Recently I have attempting to design a proper dual-rail power supply that will allow me to set a voltage as low as +-1V up to +-30V in 0.1V increments at (hopefully) 3 significant digits (at least for the lower voltage settings). Anyway, this supply is also going to be current limited to up to 5A,again, it can be set to just about anything. I plan on using an Arduino micro-controller to set the output. In order to do this, I plan on using the analogWrite functions, or better yet, a legit DAC. There will be 4 outputs from the Arduino that will set the power supply output by applying a 0-5V voltage on the input of the 2 current limits and 2 voltage sets. (one for the negative rail, one for the positive). However, I have kept running into the same problem: how do I plan on driving this linear power supply with up to 200W*? My first idea was to use a a MOT, due to their high-power capabilities, and re wind the secondary with the right number of turns to achieve this output. However, I have heard that these transformers are not optimal for continuous running due to their poor and cheap design. (losses are very high). My second idea was to search around for a 250VA transformer. However, even until now, the VA rating confuses me. How does VA compare to W? I know this has something to due with reactive power, real power, and apparent power. However, I have no intuition of any of these 'powers.' How would I go about calculating the correct size transformer for the job, also, I am going to assume this linear power supply has the properties of a resistive load, since it is rectified and smoothed with a filter capacitor, so practically nothing should react with the AC power. (unless there is something more to the full-bridge rectifier setup I am considering.) This is when I came across unwound toroidal cores found on eBay for $25, the perfect price range! However, this has raised more questions! to start off, beyond turns ratio, I do not know now many turns I need for the AC side of things. I know intuitively and from experience, mains-frequency transformers do not work with only one (or even few) winding(s). I think this has to do with saturation, but I'm no expert by any means. and the inductive reactance of the transformer's primary. How do I calculate losses, inductance, and other important parameters of a homemade transformer like this? Things get very nasty when I look back at rewinding an old transformer. Now I have all these questions about inductive reactance, power, currents, magnetic flux and saturation, but also, about determining the original power rating of something like a very old small welding transformer or one from a large 10A car-battery charger. Is it possible to approximate the power by measuring the dimensions of the core? How close will this approximation be?  After getting frustrated with this, I considered alternative approaches. What if I purchased 2 ~20V ~6A SMPS (switch mode power supplies) connected them in series, and connect the center tap of my linear supply to the joining point between the 2 SWPS's? Would this be unstable and be bad for the SMPS if a load was connected between the 'outputs' of this new center tapped supply? Would any sort of balancing be required? Also, a bigger problem includes how this will be connected to my linear PSU design. With a low voltage @ high currents, I would be wasting a LOT of power, power that has to be dissipated away from the transistors. This heat can approach 200W, which is company unreasonable! Anyway, I would them have to either a switching preregulator, or modify the SMPS's so the voltage can be controlled easily and varied between, say, 3V to 20V. absolute accuracy is not required, close enough, and rest of my PSU should handle it. This becomes seemingly impractical too, and many other considerations need to be made. What should I do? what are the calculations and factors I need to know? i do not have an LCR meter to measure inductance, so trial and error is out. Does anyone here have experience at this? Help would be greatly appreciated! *The 200W figure was calculated by taking 40V, (What I believe would be a safe to allow some slack for +-5V voltage drop across my 2 shunts and transistors) and multiplying it to 5A of current for the maximum power output. ------------------------------------------------------------------------------------------------------------------- I have added an image of my current design, and I have modularized it the best I could. The YELLOW is all my current power-management circuitry. Currently just a transformer with many taps, going to a currently-undesigned switch box that will change the voltage on the output, which is then rectified and enters a filtering capacitor, finally entering the circuit.  The GREEN field is the voltage set. It is the most major part of the PID feedback loop, along with the ORANGE field. It works simply by feeding a voltage to the positive of a op amp configured as a comparator, and with negative feedback from the output. It then outputs a signal to the transistor, turning it either more ON, or more OFF depending on how the output voltage compares to the +Vset. The negative portion is largely the same, but the input voltage needs to be inverted so the output voltage is set negative properly. I was not able to use less than 2 op amps for this portion, unfortunately. The ORANGE field is current set. It works by measuring the voltage drop across the shunt resistor, and outputting a unity voltage that is referenced to ground, instead of to the positive rail. (It took me forever to finalize and perfect that!!!) Anyway, this voltage is then fed into a op-amp configured as a comparator to drive the transistor. The BLUE field is my switching regulation topology, which is controlled by both the ORANGE and GREEN fields. Do you like my use of diodes as a super-simple voltage or current selection switch? the op amp that outputs a lower voltage is the one that gets 'listened to' by the transistors. This way, current and voltage mode enable properly. This does add a small problem when it comes to powering the op amps, all of them have to be powered off of slightly higher voltages to swing the full range due to the voltage drops of those diodes. In the PINK field is simply a single-transistor solution to a constant current load. This allows the regulator to be regulated even at very low voltage set levels. This is why I am able to achieve a +-0.5V on the output (at least within LTspice) Finally, and most unimportantly, the light PURPLE fields have a simple ultra high-gain difference amplifiers that will detect if the output current and current set are the same, and turn On or OFF the respective LEDs. The green LEDs are voltage-mode indicators, and the red LEDs are to show when current-limiting mode comes on.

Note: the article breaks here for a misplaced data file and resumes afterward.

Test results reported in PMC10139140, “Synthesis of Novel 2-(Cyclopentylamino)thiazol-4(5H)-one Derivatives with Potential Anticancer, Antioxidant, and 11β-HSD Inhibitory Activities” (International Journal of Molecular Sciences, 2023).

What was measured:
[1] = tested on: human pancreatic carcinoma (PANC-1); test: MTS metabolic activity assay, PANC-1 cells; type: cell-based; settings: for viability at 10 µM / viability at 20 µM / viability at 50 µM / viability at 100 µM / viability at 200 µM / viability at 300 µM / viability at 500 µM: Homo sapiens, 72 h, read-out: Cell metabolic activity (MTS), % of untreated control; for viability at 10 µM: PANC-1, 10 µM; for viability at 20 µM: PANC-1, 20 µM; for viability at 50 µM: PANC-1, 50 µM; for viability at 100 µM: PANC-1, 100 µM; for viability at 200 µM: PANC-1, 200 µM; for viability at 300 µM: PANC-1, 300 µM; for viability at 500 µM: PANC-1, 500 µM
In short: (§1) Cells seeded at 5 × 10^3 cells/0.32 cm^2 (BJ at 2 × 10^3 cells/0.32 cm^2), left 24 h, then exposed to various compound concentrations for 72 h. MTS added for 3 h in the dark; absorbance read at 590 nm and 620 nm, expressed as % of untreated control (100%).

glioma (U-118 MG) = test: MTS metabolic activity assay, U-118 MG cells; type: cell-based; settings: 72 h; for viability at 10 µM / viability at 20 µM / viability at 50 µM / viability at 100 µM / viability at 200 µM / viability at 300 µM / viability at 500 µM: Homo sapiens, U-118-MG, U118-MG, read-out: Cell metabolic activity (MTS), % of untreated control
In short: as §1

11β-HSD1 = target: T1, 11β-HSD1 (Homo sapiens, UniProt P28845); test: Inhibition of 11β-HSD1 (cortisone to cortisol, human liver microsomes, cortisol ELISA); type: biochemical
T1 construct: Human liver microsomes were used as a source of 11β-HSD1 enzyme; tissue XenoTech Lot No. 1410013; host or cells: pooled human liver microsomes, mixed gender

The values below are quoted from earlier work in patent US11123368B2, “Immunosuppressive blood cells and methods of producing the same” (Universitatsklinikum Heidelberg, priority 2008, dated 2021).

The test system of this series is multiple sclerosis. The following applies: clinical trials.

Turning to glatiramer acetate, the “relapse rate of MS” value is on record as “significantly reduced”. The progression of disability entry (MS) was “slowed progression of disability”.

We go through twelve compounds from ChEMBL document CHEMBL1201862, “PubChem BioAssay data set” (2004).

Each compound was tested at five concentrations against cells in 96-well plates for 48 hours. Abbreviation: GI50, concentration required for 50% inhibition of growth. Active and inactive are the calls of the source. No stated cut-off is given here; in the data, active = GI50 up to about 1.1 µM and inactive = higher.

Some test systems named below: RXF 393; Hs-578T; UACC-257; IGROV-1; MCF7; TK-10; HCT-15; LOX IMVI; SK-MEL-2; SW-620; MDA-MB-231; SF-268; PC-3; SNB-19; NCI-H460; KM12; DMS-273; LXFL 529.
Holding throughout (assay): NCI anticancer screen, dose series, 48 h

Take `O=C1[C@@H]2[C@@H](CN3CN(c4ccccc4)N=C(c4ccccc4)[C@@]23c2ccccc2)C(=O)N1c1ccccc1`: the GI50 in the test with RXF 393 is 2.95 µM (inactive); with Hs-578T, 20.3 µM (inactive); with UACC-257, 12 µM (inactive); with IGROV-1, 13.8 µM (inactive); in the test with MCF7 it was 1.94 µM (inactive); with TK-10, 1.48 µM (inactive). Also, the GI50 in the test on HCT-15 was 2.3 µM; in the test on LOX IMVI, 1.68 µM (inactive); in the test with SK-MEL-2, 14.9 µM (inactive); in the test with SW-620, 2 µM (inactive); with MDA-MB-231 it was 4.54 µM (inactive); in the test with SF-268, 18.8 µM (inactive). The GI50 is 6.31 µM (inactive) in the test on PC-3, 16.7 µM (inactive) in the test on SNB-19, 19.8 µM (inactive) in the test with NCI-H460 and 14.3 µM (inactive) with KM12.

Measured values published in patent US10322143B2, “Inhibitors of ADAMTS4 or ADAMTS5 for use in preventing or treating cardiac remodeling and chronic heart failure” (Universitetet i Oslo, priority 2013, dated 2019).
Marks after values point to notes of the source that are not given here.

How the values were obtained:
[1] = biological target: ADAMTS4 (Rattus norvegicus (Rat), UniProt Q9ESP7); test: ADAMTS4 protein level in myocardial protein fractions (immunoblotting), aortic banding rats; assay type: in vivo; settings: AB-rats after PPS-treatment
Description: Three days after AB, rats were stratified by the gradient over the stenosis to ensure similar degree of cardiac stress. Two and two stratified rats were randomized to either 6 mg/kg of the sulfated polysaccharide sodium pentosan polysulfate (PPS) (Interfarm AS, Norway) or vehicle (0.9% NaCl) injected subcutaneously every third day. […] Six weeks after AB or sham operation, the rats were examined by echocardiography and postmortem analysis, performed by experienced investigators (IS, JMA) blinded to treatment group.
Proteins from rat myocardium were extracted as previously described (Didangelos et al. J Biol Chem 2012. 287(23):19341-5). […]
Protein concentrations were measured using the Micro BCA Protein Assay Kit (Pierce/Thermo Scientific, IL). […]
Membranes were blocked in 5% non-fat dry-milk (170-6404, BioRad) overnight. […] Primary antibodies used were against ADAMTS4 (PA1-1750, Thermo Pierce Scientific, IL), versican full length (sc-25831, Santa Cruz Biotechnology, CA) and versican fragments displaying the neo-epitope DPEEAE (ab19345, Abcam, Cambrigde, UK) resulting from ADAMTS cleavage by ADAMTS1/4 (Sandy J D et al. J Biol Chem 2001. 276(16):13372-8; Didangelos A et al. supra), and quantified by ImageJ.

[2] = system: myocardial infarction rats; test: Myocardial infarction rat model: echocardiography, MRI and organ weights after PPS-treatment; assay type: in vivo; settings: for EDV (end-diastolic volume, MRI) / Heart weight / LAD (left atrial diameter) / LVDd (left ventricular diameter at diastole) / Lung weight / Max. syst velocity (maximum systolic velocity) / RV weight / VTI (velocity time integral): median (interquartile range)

Question by -max-   |  last reply